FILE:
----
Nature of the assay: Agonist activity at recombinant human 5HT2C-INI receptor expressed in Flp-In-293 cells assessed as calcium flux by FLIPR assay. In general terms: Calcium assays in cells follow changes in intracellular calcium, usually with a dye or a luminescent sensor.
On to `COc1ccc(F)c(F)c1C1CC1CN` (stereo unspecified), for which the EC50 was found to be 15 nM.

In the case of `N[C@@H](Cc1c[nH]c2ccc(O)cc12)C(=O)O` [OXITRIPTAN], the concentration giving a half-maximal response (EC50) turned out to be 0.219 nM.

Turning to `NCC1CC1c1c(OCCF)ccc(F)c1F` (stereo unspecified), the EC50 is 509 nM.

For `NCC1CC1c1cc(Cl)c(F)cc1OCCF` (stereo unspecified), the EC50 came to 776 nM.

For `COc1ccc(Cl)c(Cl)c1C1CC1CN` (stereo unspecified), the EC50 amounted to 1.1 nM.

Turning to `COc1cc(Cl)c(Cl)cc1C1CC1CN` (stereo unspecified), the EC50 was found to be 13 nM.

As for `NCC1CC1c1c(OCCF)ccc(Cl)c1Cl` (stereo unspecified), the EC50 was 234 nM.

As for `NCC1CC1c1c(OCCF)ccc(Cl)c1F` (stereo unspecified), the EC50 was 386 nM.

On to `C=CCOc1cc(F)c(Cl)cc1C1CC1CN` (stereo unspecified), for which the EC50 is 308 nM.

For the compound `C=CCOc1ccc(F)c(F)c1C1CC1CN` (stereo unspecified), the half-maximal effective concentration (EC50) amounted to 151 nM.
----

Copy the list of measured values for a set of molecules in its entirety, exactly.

Nature of the assay: Agonist activity at recombinant human 5HT2C-INI receptor expressed in Flp-In-293 cells assessed as calcium flux by FLIPR assay. In general terms: Calcium assays in cells follow changes in intracellular calcium, usually with a dye or a luminescent sensor.
On to `COc1ccc(F)c(F)c1C1CC1CN` (stereo unspecified), for which the EC50 was found to be 15 nM.

In the case of `N[C@@H](Cc1c[nH]c2ccc(O)cc12)C(=O)O` [OXITRIPTAN], the concentration giving a half-maximal response (EC50) turned out to be 0.219 nM.

Turning to `NCC1CC1c1c(OCCF)ccc(F)c1F` (stereo unspecified), the EC50 is 509 nM.

For `NCC1CC1c1cc(Cl)c(F)cc1OCCF` (stereo unspecified), the EC50 came to 776 nM.

For `COc1ccc(Cl)c(Cl)c1C1CC1CN` (stereo unspecified), the EC50 amounted to 1.1 nM.

Turning to `COc1cc(Cl)c(Cl)cc1C1CC1CN` (stereo unspecified), the EC50 was found to be 13 nM.

As for `NCC1CC1c1c(OCCF)ccc(Cl)c1Cl` (stereo unspecified), the EC50 was 234 nM.

As for `NCC1CC1c1c(OCCF)ccc(Cl)c1F` (stereo unspecified), the EC50 was 386 nM.

On to `C=CCOc1cc(F)c(Cl)cc1C1CC1CN` (stereo unspecified), for which the EC50 is 308 nM.

For the compound `C=CCOc1ccc(F)c(F)c1C1CC1CN` (stereo unspecified), the half-maximal effective concentration (EC50) amounted to 151 nM.